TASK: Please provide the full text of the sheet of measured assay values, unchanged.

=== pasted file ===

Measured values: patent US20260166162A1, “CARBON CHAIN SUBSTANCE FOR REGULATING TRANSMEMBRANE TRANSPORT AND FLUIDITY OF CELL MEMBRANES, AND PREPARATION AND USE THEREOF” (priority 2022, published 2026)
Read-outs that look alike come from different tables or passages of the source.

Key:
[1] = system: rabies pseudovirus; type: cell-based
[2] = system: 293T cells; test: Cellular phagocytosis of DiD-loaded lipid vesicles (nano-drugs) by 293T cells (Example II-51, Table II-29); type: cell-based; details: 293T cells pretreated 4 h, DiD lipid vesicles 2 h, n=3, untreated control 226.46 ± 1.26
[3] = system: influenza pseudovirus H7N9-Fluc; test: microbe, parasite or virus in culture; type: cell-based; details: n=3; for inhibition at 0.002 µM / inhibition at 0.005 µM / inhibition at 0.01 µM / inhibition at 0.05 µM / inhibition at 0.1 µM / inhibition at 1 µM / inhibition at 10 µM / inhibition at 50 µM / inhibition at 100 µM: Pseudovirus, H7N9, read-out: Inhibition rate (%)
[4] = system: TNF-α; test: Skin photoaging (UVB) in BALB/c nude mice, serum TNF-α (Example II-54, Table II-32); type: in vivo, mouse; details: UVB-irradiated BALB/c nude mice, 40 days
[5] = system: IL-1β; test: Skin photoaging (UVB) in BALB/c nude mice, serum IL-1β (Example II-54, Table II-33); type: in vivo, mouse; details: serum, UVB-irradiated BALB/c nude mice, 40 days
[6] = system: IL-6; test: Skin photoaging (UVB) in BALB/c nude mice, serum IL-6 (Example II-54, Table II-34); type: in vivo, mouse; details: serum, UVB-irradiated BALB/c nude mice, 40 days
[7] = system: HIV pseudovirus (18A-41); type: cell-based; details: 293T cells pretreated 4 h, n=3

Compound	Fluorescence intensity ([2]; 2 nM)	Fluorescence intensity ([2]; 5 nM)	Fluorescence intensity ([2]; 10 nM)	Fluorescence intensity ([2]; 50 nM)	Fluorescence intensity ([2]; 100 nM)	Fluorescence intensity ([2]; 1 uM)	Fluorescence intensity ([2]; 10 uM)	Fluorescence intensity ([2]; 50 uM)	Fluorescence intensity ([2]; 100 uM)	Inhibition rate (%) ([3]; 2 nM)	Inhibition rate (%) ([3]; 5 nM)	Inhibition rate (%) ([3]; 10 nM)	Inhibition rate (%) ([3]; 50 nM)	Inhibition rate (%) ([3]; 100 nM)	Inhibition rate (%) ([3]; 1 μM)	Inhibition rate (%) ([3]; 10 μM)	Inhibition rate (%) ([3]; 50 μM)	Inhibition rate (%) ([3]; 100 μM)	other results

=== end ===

Measured values: patent US20260166162A1, “CARBON CHAIN SUBSTANCE FOR REGULATING TRANSMEMBRANE TRANSPORT AND FLUIDITY OF CELL MEMBRANES, AND PREPARATION AND USE THEREOF” (priority 2022, published 2026)
Read-outs that look alike come from different tables or passages of the source.

Key:
[1] = system: rabies pseudovirus; type: cell-based
[2] = system: 293T cells; test: Cellular phagocytosis of DiD-loaded lipid vesicles (nano-drugs) by 293T cells (Example II-51, Table II-29); type: cell-based; details: 293T cells pretreated 4 h, DiD lipid vesicles 2 h, n=3, untreated control 226.46 ± 1.26
[3] = system: influenza pseudovirus H7N9-Fluc; test: microbe, parasite or virus in culture; type: cell-based; details: n=3; for inhibition at 0.002 µM / inhibition at 0.005 µM / inhibition at 0.01 µM / inhibition at 0.05 µM / inhibition at 0.1 µM / inhibition at 1 µM / inhibition at 10 µM / inhibition at 50 µM / inhibition at 100 µM: Pseudovirus, H7N9, read-out: Inhibition rate (%)
[4] = system: TNF-α; test: Skin photoaging (UVB) in BALB/c nude mice, serum TNF-α (Example II-54, Table II-32); type: in vivo, mouse; details: UVB-irradiated BALB/c nude mice, 40 days
[5] = system: IL-1β; test: Skin photoaging (UVB) in BALB/c nude mice, serum IL-1β (Example II-54, Table II-33); type: in vivo, mouse; details: serum, UVB-irradiated BALB/c nude mice, 40 days
[6] = system: IL-6; test: Skin photoaging (UVB) in BALB/c nude mice, serum IL-6 (Example II-54, Table II-34); type: in vivo, mouse; details: serum, UVB-irradiated BALB/c nude mice, 40 days
[7] = system: HIV pseudovirus (18A-41); type: cell-based; details: 293T cells pretreated 4 h, n=3

Compound	Fluorescence intensity ([2]; 2 nM)	Fluorescence intensity ([2]; 5 nM)	Fluorescence intensity ([2]; 10 nM)	Fluorescence intensity ([2]; 50 nM)	Fluorescence intensity ([2]; 100 nM)	Fluorescence intensity ([2]; 1 uM)	Fluorescence intensity ([2]; 10 uM)	Fluorescence intensity ([2]; 50 uM)	Fluorescence intensity ([2]; 100 uM)	Inhibition rate (%) ([3]; 2 nM)	Inhibition rate (%) ([3]; 5 nM)	Inhibition rate (%) ([3]; 10 nM)	Inhibition rate (%) ([3]; 50 nM)	Inhibition rate (%) ([3]; 100 nM)	Inhibition rate (%) ([3]; 1 μM)	Inhibition rate (%) ([3]; 10 μM)	Inhibition rate (%) ([3]; 50 μM)	Inhibition rate (%) ([3]; 100 μM)	other results